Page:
Character Analysis of Hedda from Henrik Ibesen's Hedda Gabler

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Character Analysis of Hedda from Henrik Ibesen's Hedda Gabler

Henrik Ibsen's play Hedda Gabler portrays the life of a young newlywed woman named

Hedda and her attemps to overpower the people around her. Ibsen succsessfully depicts the

very masculine traits that Hedda displays throughout the play with not wanting to conform to

the feminine ways or the accepted stereotypes of her gender in her society. Hedda's marriage

to her husband, Mr. Tesman, only increases her desire for power because it is a constant re-

minder that she now "belongs" to Mr. Tesman which Hedda resents. Hedda considers her life

to be boring and finds solace in playing with her father's pistols, which is considered not a thing

for a
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Mr. Tesman assures her

that he will do all he can. Hedda, on the other hand, has a feeling Mrs. Elvsted is covering

something up and insist that Tesman go write him and invite him over. Now that she is alone

with Mrs. Elvsted she convinces her to confide in her the truth about her and Lovborg: Hedda-

"Why, weren't we schoolfellows?" Thea- "Yes, but you were in a class above me. Oh, how

dreadfully afraid of you I was then!" Hedda- "Afraid of me?"(Act I). Once Hedda finds out about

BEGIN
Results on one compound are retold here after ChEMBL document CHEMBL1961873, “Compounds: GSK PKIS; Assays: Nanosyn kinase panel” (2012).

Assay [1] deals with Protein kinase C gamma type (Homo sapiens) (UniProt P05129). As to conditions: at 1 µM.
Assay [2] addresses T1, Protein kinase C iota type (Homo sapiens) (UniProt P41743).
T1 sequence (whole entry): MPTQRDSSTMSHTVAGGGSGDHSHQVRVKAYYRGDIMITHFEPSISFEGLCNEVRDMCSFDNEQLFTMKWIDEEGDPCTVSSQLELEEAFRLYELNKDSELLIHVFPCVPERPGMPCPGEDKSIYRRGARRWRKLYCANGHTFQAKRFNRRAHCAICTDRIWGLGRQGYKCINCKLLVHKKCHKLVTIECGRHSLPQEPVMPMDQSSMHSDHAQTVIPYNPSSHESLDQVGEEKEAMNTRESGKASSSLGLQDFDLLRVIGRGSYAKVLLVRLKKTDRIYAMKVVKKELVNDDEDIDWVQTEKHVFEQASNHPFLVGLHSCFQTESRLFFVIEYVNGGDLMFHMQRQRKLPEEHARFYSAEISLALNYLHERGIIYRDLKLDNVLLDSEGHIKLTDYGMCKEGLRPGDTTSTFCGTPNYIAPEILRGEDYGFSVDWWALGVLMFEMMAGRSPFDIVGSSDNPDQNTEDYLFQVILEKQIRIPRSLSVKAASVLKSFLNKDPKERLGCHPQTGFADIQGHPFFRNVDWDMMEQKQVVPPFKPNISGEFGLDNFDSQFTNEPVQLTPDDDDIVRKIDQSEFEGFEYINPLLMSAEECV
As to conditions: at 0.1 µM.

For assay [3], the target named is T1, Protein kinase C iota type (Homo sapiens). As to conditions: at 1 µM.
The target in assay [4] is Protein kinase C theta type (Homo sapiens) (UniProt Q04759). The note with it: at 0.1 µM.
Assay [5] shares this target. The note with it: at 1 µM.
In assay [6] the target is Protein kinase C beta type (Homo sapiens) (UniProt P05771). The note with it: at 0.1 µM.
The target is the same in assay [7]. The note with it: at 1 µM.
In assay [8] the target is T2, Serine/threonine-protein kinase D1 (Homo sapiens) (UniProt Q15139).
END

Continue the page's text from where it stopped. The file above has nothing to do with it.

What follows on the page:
the true feelings involved, she plans to use it against Thea to destroy their comradeship. Mean-

while, as Hedda waits for her visitors to arrive she plans to occupy her time with her fathers

pistols, which frightens most :Hedda- "Well, I shall have one thing at least to kill time with in

the meanwhile" Tesman- "Oh thank heaven for that! What is it, Hedda?" Hedda- "My pistols,

George, General Gabler's pistols" Tesman- "No, for heavens sake, Hedda darling-do not touch

those dangerous things! For my sake Hedda!"(Act I).

At the begining of Act II Hedda is visited by Judge Brack, which whom she tells she has

missed his company during her long and boring trip. They begin to conversate in a flirtatious

manner with one another as she begins telling him the true nature of her marriage to Mr.

Tesman, that it is just

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